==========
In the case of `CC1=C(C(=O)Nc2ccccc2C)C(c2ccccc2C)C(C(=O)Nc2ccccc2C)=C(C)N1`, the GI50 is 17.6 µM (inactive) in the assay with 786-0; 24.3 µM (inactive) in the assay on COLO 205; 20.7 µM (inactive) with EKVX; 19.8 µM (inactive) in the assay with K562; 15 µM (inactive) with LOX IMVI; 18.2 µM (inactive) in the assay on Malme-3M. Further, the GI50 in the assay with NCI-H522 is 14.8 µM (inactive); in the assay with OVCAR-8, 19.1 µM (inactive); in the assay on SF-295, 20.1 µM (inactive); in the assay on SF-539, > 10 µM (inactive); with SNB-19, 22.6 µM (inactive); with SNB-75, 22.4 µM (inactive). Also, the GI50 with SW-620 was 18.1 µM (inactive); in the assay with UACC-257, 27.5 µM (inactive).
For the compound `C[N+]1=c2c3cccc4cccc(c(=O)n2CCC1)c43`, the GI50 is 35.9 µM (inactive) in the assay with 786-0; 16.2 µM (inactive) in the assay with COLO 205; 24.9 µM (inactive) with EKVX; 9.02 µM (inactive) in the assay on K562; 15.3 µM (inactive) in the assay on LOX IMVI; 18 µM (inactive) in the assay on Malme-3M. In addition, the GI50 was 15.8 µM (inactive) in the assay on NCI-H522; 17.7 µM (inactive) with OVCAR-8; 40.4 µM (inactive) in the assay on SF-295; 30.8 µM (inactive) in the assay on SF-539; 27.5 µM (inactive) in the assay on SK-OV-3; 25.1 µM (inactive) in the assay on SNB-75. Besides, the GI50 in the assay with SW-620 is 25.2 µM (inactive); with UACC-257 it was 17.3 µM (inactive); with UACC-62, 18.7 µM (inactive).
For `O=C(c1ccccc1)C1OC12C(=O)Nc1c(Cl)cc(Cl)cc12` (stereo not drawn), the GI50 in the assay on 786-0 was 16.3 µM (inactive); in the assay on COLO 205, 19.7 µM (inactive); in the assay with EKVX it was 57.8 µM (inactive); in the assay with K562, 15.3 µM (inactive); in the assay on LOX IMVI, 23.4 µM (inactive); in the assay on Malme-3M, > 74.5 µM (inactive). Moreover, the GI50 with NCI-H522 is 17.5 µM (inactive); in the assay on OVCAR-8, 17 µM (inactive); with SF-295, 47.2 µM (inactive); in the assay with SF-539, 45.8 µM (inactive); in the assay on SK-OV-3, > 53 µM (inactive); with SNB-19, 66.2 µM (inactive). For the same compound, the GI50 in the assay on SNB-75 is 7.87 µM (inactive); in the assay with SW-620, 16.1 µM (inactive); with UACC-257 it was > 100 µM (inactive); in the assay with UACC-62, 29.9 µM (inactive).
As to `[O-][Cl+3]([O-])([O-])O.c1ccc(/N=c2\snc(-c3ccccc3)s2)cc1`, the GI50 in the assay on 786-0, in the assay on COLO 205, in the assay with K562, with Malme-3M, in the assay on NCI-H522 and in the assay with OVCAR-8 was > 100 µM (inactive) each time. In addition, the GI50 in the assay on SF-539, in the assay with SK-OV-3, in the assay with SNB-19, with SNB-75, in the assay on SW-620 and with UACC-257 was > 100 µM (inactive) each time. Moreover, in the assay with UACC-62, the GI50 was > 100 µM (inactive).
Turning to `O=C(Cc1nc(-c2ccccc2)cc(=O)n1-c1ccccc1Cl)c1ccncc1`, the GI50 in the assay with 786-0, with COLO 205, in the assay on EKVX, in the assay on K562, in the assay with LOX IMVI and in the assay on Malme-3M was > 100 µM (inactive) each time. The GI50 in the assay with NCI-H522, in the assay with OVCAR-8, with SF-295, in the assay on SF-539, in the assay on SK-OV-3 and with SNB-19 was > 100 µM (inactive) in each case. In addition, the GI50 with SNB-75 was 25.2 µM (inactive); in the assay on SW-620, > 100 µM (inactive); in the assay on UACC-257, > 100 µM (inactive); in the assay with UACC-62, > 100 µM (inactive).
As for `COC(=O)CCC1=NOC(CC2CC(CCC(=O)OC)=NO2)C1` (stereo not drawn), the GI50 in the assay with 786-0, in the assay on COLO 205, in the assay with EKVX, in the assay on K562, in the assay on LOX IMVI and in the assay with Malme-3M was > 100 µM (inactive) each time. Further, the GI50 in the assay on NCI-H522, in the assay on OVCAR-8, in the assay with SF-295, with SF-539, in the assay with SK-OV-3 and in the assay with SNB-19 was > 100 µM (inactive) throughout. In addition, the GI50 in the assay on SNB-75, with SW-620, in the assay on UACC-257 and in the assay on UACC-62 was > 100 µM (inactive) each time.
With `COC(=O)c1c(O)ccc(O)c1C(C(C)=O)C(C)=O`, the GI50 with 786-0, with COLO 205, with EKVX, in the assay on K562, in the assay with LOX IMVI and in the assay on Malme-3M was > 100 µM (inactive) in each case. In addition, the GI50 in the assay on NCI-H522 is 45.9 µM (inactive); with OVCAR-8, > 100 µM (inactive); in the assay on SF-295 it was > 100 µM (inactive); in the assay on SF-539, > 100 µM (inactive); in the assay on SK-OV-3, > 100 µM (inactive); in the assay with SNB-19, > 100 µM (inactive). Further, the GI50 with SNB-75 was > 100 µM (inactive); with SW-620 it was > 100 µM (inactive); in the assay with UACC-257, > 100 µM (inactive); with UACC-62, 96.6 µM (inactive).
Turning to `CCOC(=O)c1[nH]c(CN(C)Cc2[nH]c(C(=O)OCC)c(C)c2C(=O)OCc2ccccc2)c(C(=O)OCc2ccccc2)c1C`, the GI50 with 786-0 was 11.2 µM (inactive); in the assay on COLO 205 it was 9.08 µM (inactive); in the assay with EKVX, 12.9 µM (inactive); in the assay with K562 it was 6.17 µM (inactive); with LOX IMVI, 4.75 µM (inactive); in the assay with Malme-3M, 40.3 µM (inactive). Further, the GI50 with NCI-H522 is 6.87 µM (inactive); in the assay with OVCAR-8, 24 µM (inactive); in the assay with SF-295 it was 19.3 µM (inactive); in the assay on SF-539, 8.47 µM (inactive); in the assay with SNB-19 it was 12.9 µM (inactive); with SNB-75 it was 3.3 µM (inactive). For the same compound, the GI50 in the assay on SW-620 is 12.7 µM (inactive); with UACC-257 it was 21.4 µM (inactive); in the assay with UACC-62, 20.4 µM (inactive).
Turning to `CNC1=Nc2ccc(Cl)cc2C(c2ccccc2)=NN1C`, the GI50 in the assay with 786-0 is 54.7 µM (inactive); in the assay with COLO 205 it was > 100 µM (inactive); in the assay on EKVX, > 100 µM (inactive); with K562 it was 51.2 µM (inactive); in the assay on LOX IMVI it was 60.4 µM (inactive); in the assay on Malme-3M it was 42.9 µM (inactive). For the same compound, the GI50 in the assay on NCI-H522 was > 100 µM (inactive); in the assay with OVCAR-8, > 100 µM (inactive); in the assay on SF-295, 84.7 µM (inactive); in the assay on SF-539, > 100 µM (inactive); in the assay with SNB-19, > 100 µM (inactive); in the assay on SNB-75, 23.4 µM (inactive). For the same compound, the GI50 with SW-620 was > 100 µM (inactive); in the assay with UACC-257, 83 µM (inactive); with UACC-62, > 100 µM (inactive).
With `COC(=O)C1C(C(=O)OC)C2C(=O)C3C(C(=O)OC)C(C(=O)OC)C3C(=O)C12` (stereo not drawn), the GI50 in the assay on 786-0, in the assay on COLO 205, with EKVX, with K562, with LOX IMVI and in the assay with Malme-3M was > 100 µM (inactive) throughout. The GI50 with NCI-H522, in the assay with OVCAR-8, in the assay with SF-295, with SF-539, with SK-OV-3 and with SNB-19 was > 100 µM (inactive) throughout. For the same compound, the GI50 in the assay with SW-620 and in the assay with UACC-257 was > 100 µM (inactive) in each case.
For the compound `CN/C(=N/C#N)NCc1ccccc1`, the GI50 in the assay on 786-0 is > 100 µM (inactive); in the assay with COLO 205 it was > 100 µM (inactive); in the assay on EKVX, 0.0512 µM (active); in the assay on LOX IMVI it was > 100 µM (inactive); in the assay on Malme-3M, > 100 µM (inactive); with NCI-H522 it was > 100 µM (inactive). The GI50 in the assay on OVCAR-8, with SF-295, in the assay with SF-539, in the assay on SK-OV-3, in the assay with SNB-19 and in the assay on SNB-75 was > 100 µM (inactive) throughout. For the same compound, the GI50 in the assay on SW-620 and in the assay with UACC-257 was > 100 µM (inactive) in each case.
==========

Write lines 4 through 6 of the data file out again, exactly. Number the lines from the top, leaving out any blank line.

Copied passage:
As to `[O-][Cl+3]([O-])([O-])O.c1ccc(/N=c2\snc(-c3ccccc3)s2)cc1`, the GI50 in the assay on 786-0, in the assay on COLO 205, in the assay with K562, with Malme-3M, in the assay on NCI-H522 and in the assay with OVCAR-8 was > 100 µM (inactive) each time. In addition, the GI50 in the assay on SF-539, in the assay with SK-OV-3, in the assay with SNB-19, with SNB-75, in the assay on SW-620 and with UACC-257 was > 100 µM (inactive) each time. Moreover, in the assay with UACC-62, the GI50 was > 100 µM (inactive).
Turning to `O=C(Cc1nc(-c2ccccc2)cc(=O)n1-c1ccccc1Cl)c1ccncc1`, the GI50 in the assay with 786-0, with COLO 205, in the assay on EKVX, in the assay on K562, in the assay with LOX IMVI and in the assay on Malme-3M was > 100 µM (inactive) each time. The GI50 in the assay with NCI-H522, in the assay with OVCAR-8, with SF-295, in the assay on SF-539, in the assay on SK-OV-3 and with SNB-19 was > 100 µM (inactive) in each case. In addition, the GI50 with SNB-75 was 25.2 µM (inactive); in the assay on SW-620, > 100 µM (inactive); in the assay on UACC-257, > 100 µM (inactive); in the assay with UACC-62, > 100 µM (inactive).
As for `COC(=O)CCC1=NOC(CC2CC(CCC(=O)OC)=NO2)C1` (stereo not drawn), the GI50 in the assay with 786-0, in the assay on COLO 205, in the assay with EKVX, in the assay on K562, in the assay on LOX IMVI and in the assay with Malme-3M was > 100 µM (inactive) each time. Further, the GI50 in the assay on NCI-H522, in the assay on OVCAR-8, in the assay with SF-295, with SF-539, in the assay with SK-OV-3 and in the assay with SNB-19 was > 100 µM (inactive) throughout. In addition, the GI50 in the assay on SNB-75, with SW-620, in the assay on UACC-257 and in the assay on UACC-62 was > 100 µM (inactive) each time.